Only one mile from the bustling downtown of Freeport, Maine, Mast Landing is 140 acres of diverse habitat rich in human and natural history. It is located along the Harraseeket River estuary.
More than three miles of trails wind along a stream and tidal marsh and through orchard, fields, and forest. Well-used by visitors, they are ideal for hiking and cross-country skiing.
Ridge Trail (1.6 mile)
Access all sanctuary trails from the Ridge Trail, which begins at the kiosk in the parking lot. You also can reach the Ridge Trail from Link Trail 1, off the service road. The Ridge Trail winds through most types of habitat in the sanctuary, as well as past an old dam site and the historic mill-master’s house, now a private res- idence for sanctuary caretakers.
Orchard and Deer Run Trails (0.5 mile)
The Orchard Trail branches from the Ridge Trail soon after the Ridge Trail entrance at the parking lot. It leads to the Deer Run Trail, which rejoins the Ridge Trail. These trails pass through orchard, former farm fields, and mixed coniferous forest of pine, hemlock, and fir.
Mill Stream Trail (0.3 mile)
Branching off from the Ridge Trail/service road at the dam site 0.3 miles southeast of the parking lot, the Mill Stream Trail follows the stream through riparian (river) habitat and overlooks the maple swamp before meeting back up with the Ridge Trail.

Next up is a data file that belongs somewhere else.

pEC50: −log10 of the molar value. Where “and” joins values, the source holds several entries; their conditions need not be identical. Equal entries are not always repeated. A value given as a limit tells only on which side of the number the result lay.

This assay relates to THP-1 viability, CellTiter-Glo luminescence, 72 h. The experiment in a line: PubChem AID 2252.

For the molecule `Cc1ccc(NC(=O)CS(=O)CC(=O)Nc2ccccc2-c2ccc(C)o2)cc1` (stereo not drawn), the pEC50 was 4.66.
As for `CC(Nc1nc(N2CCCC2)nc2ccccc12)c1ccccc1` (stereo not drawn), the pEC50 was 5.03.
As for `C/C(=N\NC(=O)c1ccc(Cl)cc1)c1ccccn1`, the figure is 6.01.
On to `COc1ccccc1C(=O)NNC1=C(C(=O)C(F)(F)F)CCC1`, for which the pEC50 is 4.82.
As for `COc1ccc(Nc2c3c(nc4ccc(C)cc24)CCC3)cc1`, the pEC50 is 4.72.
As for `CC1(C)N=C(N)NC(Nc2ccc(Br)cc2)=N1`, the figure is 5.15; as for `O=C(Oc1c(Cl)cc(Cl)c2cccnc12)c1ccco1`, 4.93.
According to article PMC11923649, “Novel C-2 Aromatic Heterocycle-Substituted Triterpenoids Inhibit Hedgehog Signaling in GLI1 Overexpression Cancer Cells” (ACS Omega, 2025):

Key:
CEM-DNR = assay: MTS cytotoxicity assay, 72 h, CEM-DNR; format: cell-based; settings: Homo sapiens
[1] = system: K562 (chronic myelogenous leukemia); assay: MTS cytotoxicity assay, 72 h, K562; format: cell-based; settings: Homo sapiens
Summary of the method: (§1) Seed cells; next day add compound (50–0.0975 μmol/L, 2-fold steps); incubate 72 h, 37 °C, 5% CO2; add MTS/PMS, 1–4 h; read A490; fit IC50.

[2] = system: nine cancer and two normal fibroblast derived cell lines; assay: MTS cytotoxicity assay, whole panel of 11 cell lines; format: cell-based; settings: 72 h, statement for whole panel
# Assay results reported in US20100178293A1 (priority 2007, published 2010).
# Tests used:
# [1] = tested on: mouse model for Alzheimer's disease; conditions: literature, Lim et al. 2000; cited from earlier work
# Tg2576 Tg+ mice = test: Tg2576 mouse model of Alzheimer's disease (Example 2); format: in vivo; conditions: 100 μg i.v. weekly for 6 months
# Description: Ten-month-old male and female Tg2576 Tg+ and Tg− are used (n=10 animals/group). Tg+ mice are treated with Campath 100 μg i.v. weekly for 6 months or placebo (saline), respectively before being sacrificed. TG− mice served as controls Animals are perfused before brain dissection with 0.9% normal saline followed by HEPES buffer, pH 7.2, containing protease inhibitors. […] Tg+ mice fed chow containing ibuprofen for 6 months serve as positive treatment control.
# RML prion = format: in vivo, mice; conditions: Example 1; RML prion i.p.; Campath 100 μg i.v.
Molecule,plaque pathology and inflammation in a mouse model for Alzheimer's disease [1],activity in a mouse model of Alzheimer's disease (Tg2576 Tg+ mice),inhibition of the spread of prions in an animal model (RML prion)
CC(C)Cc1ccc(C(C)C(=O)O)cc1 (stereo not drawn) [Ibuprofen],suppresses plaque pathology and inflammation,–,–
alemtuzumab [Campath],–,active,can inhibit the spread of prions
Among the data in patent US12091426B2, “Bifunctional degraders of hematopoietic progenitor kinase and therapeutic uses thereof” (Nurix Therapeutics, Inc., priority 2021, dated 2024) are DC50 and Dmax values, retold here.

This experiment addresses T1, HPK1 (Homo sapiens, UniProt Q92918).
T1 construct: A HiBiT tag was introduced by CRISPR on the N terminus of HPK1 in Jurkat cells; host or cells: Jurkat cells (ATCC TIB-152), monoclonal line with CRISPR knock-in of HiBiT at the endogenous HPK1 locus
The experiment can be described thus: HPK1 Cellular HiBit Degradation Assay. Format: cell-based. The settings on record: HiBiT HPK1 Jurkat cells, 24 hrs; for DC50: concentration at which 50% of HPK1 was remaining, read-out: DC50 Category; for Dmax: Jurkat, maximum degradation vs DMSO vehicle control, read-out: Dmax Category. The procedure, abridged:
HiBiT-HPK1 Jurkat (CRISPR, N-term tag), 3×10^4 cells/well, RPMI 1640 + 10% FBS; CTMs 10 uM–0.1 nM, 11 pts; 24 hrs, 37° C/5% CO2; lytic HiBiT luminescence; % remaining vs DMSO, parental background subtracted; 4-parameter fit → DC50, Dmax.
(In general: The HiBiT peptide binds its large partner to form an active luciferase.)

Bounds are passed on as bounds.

Bench Loop Trail (0.25 mile)
The Bench Loop Trail branches off from the Ridge Trail 0.8 miles north of the parking lot and features the best views of a hemlock ravine.
Estuary Trail (0.4 mile)
Beginning and ending at the Ridge Trail/service road, the Estuary Trail, which is steep in places, takes you through field-grown white pines to the point over- looking the estuary.
The name “Mast Landing” dates to the early 1700s when the British navy sought ship masts made from massive white pines then common to southern Maine forests. Loggers hauled to a near- by ship landing the trees they felled and trimmed on what is now sanctuary land.
The sanctuary’s Mill Stream once powered a saw mill, a textile mill, two grist mills, and a wood- working shop. Destroyed by fire in the early 1860s, the mills and shop were not rebuilt, and their foundations are visible where Mill Stream flows into the estuary. In 1795, mill master Abner Dennison built the house that still overlooks the stream and estuary, and is a private residence for sanctuary caretakers.
Up until the middle of the twentieth century, stock grazed on cleared land within the sanctuary, much of which has since reverted to forest.
In 1962, Maine Audubon founded Mast Landing Audubon Sanctuary on land donated by the L.M.C. Smith family. The family’s commitment to conservation helped protect much of Freeport’s shore land. Four years later, Maine Audubon launched summer day camp sessions at the sanctuary which, along with educational walks for local schoolchildren, continue to provide chil- dren with unique ways to discover the natural world.
Operated and managed by a local caretaker & Maine Audubon Headquarters
We appreciate donations for sanctuary maintenance.